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 by: Keri McKee
photos: Tyrone McKee & ?

Keri & Ty have spent many months exploring Asia. They are always keen to take the paths less travelled. Here is an “excerpt” from Keri's journal.

From Bali we headed north to Kalimantan.
Kalimantan was the highlight of our trip through Indonesia. It was always a secret dream of mine to see the orang-utans in the jungle, and Ty was just as keen. The local people were wonderful and we soon arranged to hire a long boat
to take us up the Sekonyer River
to where the orangs were in Tan Jung Puting National Park, southern Kalimantan.
So off we set, sitting on two chairs on the back of the long boat, feeling every bit like Lord Jim and the Queen of Sheba! The trip was beyond our wildest expectations
as we wound our way through the thick jungle either side of a very narrow river estuary, often having to stop and pole our way through. There was so much to see on the way-orangs, proboscis monkeys, macaques, long tail monkeys, deer, boar, crocodiles, snakes, dragon fish, exotic birds and butterflies-rave, rave, rave! It was every bit like watching a David Attenborough documentary unfolding before your very eyes. Nightfall brought with it fireflies dancing in the dark, and a myriad of monkeys settling in for the night in the trees above us, squabbling madly and throwing the occasional twig or nut at us!


 With a few of the cheeky natives...

We were so tired by the time we reached the first ranger station about 10pm, that we gladly curled up on our meagre mattresses on
the deck of the longboat and fell fast asleep. About 5am I was awakened by something touching my hair. The mind boggled! I turned around to find a young orang sitting by me, SMILING! I think I must have called out, “holy mother of ducks!”, or something
to that effect, because very soon the whole crew was on deck laughing. They quickly told me that it was only Gistok (“the cheeky one”), coming to say hello. With that, Gistok grabbed my cigarettes and was off. Ty finally coaxed him back with a mango and made a quick exchange. We had so much fun playing with Gistok. He was a never ending source of amusement. He had been owned by a wealthy Indonesian until he was about 2 (he was now 7), and the rangers were trying to re-introduce him into the wild.
Nevertheless, Gistok had never lost his preference for chocolates, champagne, etc… He wouldn't even eat the same bananas as the other orangs, and never really knew he was an orang. The funniest sight was watching the rangers trying to teach him to climb trees. Gistok was highly amused!



 Even cheekier native and new friend.

Soon after, one of the rangers came running down very excitedly to tell us that “King” had ventured back to the station after a months absence, and to come quickly if we wanted to catch a glimpse. As I hurried after Ty and the rangers, Gistok caught up with me and took me by the hand. He had decided he wanted me to stop by and play, and when an orang decides anything, that's exactly what you do! A bit like the old joke”: What does a gorilla/orang do?....Anything he wants to do!” Even at 7 years old, they are incredibly strong, and weigh about 60 kilos. We couldn't extricate his long, leathery hand from mine, so there I sat. I wasn't quite prepared for his next move!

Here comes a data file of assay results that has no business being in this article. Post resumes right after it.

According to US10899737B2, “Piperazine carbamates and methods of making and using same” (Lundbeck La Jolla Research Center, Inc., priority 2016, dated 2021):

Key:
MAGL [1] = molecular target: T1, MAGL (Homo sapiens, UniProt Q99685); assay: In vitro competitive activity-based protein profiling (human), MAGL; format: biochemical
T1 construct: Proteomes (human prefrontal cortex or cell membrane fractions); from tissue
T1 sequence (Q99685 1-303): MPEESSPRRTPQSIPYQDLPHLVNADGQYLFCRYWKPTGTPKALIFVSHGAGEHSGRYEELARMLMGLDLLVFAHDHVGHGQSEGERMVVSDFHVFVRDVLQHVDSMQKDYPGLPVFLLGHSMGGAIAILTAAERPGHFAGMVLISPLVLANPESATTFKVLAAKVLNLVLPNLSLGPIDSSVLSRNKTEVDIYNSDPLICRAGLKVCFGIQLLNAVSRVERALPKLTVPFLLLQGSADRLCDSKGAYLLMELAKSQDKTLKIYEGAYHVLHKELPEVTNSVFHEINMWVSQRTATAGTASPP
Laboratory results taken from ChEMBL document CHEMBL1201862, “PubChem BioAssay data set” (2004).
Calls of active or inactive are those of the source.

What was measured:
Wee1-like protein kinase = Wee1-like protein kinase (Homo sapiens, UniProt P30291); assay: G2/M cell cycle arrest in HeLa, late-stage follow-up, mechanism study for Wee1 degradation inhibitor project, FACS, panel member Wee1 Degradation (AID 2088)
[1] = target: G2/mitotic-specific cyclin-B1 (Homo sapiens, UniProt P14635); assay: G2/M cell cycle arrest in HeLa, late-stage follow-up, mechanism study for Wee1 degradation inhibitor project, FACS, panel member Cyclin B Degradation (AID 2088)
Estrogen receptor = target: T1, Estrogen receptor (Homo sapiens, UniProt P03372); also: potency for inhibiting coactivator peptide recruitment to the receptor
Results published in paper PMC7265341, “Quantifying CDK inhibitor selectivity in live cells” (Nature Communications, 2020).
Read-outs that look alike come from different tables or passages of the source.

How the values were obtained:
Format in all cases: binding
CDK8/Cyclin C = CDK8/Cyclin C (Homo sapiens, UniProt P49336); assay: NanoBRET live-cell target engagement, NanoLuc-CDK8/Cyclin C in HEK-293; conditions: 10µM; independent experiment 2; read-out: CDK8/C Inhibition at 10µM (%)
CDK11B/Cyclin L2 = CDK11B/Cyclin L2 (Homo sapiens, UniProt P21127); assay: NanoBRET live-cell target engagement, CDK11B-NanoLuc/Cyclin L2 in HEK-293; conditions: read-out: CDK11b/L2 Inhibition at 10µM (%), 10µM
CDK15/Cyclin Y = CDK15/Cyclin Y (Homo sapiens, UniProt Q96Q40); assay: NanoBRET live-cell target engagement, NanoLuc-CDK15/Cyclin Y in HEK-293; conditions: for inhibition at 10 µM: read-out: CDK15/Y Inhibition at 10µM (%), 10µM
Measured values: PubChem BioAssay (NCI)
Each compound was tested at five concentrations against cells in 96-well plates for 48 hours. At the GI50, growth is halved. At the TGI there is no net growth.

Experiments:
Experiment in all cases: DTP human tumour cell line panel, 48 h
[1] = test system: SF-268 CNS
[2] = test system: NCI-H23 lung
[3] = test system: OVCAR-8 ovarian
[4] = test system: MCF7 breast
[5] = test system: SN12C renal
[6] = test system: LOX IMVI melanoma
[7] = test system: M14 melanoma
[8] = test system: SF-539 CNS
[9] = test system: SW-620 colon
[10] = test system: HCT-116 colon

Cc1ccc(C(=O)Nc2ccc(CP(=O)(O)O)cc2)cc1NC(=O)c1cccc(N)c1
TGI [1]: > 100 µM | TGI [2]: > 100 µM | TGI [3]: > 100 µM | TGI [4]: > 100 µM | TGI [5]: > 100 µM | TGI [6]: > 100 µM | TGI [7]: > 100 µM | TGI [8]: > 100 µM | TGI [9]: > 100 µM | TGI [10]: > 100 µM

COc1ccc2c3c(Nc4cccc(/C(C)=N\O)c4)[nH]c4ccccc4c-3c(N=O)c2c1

Suddenly, he puckered up and planted a big, wet, sloppy kiss on my lips! Being kissed by and orang wasn't exactly my idea of romance! The boys thought it was hilarious (bless their cotton sox).
To make a long story longer, the crew finally distracted him and I broke free. I ran through the jungle trying to catch up with the boys, followed closely by the amorous orang. Thank goodness they can't move very fast on the ground. A little further up the track, the rangers froze in their tracks. Ty and I caught up with them and we soon realised why they had stopped. Coming toward them down the track was the one they nicknamed, “King”. His real name is “Corsiska”. 230 kilos of sheer muscle! He was the dominant male orang in the area, and even the rangers gave him a wide berth.
By this time we had reached one of the ranger's huts. King was
only feet away from us, and even though he had rarely shown aggression to anyone, he was still
A powerful, wild animal. My Instincts said, “RUN!”, but we were all mesmerised by the sheer proximity of him. Besides, the ranger's house was just behind me. Suddenly, he backed up to the door and tried to open it. My worst nightmare. It was locked, and the ranger with the key was on the other side of “the beastie”! I suddenly realised I was praying (and it wasn't even Gold Lotto night)! Thank goodness a little cat distracted King, and he set off after it. He probably felt like having his evening entrée! All the same, he was a most magnificent animal.
It was awesome just being in his presence.
Only in Indonesia could you see these animals at such close quarters. Every other country would have them behind bars. We were so privileged to see him, as he rarely comes near people. The rangers agreed that the end of the dry season had brought him to the station looking for food (now they tell me!), as the fruits in the jungle were becoming scarce, especially with all the fires they were having.
It was a fascinating two day trip. I could rave on for hours!